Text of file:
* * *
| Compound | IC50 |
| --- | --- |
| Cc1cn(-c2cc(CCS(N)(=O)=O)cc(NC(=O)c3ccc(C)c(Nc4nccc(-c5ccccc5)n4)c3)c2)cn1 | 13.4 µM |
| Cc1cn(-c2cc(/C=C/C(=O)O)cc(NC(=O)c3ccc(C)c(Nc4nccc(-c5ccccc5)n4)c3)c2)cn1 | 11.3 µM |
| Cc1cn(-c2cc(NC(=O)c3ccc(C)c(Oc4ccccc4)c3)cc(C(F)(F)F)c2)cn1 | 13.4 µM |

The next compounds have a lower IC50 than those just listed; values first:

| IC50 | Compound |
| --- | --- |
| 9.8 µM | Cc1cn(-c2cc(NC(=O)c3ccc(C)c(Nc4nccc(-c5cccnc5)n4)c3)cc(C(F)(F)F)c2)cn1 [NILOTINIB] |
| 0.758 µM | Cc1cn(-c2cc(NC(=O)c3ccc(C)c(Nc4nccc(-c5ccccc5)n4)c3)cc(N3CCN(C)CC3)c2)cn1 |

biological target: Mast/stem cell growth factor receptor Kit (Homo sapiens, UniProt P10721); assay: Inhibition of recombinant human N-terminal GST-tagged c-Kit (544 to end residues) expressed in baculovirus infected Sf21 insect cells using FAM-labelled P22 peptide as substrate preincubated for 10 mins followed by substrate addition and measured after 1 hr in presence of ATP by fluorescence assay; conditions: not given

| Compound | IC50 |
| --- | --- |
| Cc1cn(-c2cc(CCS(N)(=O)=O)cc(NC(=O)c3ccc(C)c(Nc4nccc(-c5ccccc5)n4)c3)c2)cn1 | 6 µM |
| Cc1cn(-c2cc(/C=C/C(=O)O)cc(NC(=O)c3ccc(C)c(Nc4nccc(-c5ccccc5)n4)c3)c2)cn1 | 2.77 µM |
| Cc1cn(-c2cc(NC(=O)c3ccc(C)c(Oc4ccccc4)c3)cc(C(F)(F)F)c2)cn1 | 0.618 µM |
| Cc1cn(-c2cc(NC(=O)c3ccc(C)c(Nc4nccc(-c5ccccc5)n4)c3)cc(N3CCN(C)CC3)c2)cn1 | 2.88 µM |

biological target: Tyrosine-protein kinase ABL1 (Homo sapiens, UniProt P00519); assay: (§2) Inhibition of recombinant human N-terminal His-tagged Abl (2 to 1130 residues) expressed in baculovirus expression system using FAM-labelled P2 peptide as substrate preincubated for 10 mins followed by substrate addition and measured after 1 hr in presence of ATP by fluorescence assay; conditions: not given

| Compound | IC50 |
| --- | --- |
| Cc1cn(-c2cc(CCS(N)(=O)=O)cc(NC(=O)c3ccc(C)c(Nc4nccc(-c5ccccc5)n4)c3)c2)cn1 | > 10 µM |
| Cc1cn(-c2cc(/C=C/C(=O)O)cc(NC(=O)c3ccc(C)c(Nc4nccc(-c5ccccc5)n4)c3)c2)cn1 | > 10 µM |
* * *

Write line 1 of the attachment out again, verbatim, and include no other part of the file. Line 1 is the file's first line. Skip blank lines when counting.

| Compound | IC50 |